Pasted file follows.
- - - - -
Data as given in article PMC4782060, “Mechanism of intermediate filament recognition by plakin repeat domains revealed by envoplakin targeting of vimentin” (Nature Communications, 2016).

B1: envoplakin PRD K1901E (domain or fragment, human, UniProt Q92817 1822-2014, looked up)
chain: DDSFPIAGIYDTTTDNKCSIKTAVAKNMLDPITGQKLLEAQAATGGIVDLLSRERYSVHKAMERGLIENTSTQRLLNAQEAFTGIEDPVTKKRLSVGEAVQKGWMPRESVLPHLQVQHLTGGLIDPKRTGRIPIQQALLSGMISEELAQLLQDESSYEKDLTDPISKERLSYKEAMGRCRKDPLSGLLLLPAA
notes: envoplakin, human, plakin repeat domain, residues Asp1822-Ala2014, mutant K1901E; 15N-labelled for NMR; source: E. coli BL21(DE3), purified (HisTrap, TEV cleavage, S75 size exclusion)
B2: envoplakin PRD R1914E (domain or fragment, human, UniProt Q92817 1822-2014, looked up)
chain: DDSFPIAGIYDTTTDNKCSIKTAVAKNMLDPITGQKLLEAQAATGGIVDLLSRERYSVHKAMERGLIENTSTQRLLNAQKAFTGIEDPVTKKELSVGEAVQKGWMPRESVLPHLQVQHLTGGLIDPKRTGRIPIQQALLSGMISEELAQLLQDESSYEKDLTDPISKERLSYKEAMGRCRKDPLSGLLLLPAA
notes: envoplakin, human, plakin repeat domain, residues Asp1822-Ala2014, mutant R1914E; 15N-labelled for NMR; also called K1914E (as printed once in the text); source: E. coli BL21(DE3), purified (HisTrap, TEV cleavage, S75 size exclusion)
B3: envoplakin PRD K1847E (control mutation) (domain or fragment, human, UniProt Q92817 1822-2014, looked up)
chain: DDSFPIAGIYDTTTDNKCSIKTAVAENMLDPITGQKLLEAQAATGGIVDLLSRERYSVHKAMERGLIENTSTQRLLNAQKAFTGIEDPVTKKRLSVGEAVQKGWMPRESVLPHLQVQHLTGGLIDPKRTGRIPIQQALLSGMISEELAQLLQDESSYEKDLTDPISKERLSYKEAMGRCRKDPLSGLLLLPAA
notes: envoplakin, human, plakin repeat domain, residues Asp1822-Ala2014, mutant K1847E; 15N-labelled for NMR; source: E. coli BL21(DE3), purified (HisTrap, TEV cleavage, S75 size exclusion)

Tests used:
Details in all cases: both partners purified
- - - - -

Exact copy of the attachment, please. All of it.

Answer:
Data as given in article PMC4782060, “Mechanism of intermediate filament recognition by plakin repeat domains revealed by envoplakin targeting of vimentin” (Nature Communications, 2016).

B1: envoplakin PRD K1901E (domain or fragment, human, UniProt Q92817 1822-2014, looked up)
chain: DDSFPIAGIYDTTTDNKCSIKTAVAKNMLDPITGQKLLEAQAATGGIVDLLSRERYSVHKAMERGLIENTSTQRLLNAQEAFTGIEDPVTKKRLSVGEAVQKGWMPRESVLPHLQVQHLTGGLIDPKRTGRIPIQQALLSGMISEELAQLLQDESSYEKDLTDPISKERLSYKEAMGRCRKDPLSGLLLLPAA
notes: envoplakin, human, plakin repeat domain, residues Asp1822-Ala2014, mutant K1901E; 15N-labelled for NMR; source: E. coli BL21(DE3), purified (HisTrap, TEV cleavage, S75 size exclusion)
B2: envoplakin PRD R1914E (domain or fragment, human, UniProt Q92817 1822-2014, looked up)
chain: DDSFPIAGIYDTTTDNKCSIKTAVAKNMLDPITGQKLLEAQAATGGIVDLLSRERYSVHKAMERGLIENTSTQRLLNAQKAFTGIEDPVTKKELSVGEAVQKGWMPRESVLPHLQVQHLTGGLIDPKRTGRIPIQQALLSGMISEELAQLLQDESSYEKDLTDPISKERLSYKEAMGRCRKDPLSGLLLLPAA
notes: envoplakin, human, plakin repeat domain, residues Asp1822-Ala2014, mutant R1914E; 15N-labelled for NMR; also called K1914E (as printed once in the text); source: E. coli BL21(DE3), purified (HisTrap, TEV cleavage, S75 size exclusion)
B3: envoplakin PRD K1847E (control mutation) (domain or fragment, human, UniProt Q92817 1822-2014, looked up)
chain: DDSFPIAGIYDTTTDNKCSIKTAVAENMLDPITGQKLLEAQAATGGIVDLLSRERYSVHKAMERGLIENTSTQRLLNAQKAFTGIEDPVTKKRLSVGEAVQKGWMPRESVLPHLQVQHLTGGLIDPKRTGRIPIQQALLSGMISEELAQLLQDESSYEKDLTDPISKERLSYKEAMGRCRKDPLSGLLLLPAA
notes: envoplakin, human, plakin repeat domain, residues Asp1822-Ala2014, mutant K1847E; 15N-labelled for NMR; source: E. coli BL21(DE3), purified (HisTrap, TEV cleavage, S75 size exclusion)

Tests used:
Details in all cases: both partners purified